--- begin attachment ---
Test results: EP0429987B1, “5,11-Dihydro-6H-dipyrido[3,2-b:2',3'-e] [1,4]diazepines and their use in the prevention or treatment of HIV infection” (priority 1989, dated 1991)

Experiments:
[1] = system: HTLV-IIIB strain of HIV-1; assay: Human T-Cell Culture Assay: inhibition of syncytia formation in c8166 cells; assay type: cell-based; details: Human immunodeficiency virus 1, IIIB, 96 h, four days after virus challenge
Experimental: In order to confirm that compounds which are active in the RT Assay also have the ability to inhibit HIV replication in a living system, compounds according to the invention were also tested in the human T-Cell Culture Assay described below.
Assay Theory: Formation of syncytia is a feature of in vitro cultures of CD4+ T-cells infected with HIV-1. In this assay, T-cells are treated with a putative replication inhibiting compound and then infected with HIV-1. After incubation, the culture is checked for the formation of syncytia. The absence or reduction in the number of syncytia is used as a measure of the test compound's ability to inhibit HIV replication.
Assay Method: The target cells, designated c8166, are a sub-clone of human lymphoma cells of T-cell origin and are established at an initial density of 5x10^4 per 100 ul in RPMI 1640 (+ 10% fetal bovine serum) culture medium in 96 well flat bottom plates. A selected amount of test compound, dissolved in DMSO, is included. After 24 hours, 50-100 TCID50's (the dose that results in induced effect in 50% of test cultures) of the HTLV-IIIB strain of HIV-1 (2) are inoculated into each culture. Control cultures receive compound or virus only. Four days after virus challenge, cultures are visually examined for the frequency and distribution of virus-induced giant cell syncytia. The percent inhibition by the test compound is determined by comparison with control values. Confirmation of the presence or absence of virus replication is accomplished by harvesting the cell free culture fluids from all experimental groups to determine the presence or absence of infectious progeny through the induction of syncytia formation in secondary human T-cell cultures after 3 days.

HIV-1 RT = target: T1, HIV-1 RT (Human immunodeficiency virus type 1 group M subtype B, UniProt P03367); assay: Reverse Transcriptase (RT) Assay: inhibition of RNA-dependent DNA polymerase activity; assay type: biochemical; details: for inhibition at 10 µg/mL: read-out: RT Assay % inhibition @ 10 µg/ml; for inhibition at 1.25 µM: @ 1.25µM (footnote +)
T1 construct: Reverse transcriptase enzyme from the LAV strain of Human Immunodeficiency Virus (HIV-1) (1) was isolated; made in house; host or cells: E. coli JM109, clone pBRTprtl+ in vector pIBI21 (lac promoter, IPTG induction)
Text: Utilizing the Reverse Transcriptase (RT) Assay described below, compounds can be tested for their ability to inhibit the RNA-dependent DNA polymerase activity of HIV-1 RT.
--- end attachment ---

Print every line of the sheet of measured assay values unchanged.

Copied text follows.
Test results: EP0429987B1, “5,11-Dihydro-6H-dipyrido[3,2-b:2',3'-e] [1,4]diazepines and their use in the prevention or treatment of HIV infection” (priority 1989, dated 1991)

Experiments:
[1] = system: HTLV-IIIB strain of HIV-1; assay: Human T-Cell Culture Assay: inhibition of syncytia formation in c8166 cells; assay type: cell-based; details: Human immunodeficiency virus 1, IIIB, 96 h, four days after virus challenge
Experimental: In order to confirm that compounds which are active in the RT Assay also have the ability to inhibit HIV replication in a living system, compounds according to the invention were also tested in the human T-Cell Culture Assay described below.
Assay Theory: Formation of syncytia is a feature of in vitro cultures of CD4+ T-cells infected with HIV-1. In this assay, T-cells are treated with a putative replication inhibiting compound and then infected with HIV-1. After incubation, the culture is checked for the formation of syncytia. The absence or reduction in the number of syncytia is used as a measure of the test compound's ability to inhibit HIV replication.
Assay Method: The target cells, designated c8166, are a sub-clone of human lymphoma cells of T-cell origin and are established at an initial density of 5x10^4 per 100 ul in RPMI 1640 (+ 10% fetal bovine serum) culture medium in 96 well flat bottom plates. A selected amount of test compound, dissolved in DMSO, is included. After 24 hours, 50-100 TCID50's (the dose that results in induced effect in 50% of test cultures) of the HTLV-IIIB strain of HIV-1 (2) are inoculated into each culture. Control cultures receive compound or virus only. Four days after virus challenge, cultures are visually examined for the frequency and distribution of virus-induced giant cell syncytia. The percent inhibition by the test compound is determined by comparison with control values. Confirmation of the presence or absence of virus replication is accomplished by harvesting the cell free culture fluids from all experimental groups to determine the presence or absence of infectious progeny through the induction of syncytia formation in secondary human T-cell cultures after 3 days.

HIV-1 RT = target: T1, HIV-1 RT (Human immunodeficiency virus type 1 group M subtype B, UniProt P03367); assay: Reverse Transcriptase (RT) Assay: inhibition of RNA-dependent DNA polymerase activity; assay type: biochemical; details: for inhibition at 10 µg/mL: read-out: RT Assay % inhibition @ 10 µg/ml; for inhibition at 1.25 µM: @ 1.25µM (footnote +)
T1 construct: Reverse transcriptase enzyme from the LAV strain of Human Immunodeficiency Virus (HIV-1) (1) was isolated; made in house; host or cells: E. coli JM109, clone pBRTprtl+ in vector pIBI21 (lac promoter, IPTG induction)
Text: Utilizing the Reverse Transcriptase (RT) Assay described below, compounds can be tested for their ability to inhibit the RNA-dependent DNA polymerase activity of HIV-1 RT.